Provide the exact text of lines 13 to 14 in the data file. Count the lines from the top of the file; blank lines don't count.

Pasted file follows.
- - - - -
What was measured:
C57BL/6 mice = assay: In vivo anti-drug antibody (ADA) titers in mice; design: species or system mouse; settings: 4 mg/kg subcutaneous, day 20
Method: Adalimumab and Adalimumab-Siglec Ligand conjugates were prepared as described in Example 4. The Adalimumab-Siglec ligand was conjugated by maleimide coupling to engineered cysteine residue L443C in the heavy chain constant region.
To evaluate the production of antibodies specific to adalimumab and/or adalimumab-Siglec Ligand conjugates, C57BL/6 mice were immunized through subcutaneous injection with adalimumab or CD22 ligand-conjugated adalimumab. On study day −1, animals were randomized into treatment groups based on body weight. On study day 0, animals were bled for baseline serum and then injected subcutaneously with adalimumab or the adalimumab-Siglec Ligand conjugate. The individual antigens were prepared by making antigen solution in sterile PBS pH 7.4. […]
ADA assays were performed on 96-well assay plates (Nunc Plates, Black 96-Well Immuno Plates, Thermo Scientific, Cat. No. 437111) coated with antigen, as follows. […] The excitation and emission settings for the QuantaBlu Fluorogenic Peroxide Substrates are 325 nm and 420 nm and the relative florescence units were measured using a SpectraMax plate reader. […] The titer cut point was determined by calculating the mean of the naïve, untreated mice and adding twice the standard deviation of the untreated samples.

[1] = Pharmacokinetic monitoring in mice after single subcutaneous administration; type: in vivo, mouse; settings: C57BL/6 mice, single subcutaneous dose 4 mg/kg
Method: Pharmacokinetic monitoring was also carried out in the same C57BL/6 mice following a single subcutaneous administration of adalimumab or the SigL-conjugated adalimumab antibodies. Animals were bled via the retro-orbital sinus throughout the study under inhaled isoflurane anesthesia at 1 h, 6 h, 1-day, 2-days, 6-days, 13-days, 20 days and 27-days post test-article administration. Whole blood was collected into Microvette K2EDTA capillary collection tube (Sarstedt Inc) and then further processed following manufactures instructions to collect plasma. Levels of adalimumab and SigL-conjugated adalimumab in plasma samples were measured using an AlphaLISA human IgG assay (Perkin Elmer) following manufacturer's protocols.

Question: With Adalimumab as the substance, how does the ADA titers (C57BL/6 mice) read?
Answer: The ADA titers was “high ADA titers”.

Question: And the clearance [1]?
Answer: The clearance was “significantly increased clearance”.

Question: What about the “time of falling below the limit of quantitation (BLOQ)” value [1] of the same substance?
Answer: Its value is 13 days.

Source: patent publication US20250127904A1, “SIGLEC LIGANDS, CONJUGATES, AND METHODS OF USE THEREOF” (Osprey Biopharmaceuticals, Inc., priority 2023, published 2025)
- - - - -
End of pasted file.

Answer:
Answer: Its value is 13 days.

Source: patent publication US20250127904A1, “SIGLEC LIGANDS, CONJUGATES, AND METHODS OF USE THEREOF” (Osprey Biopharmaceuticals, Inc., priority 2023, published 2025)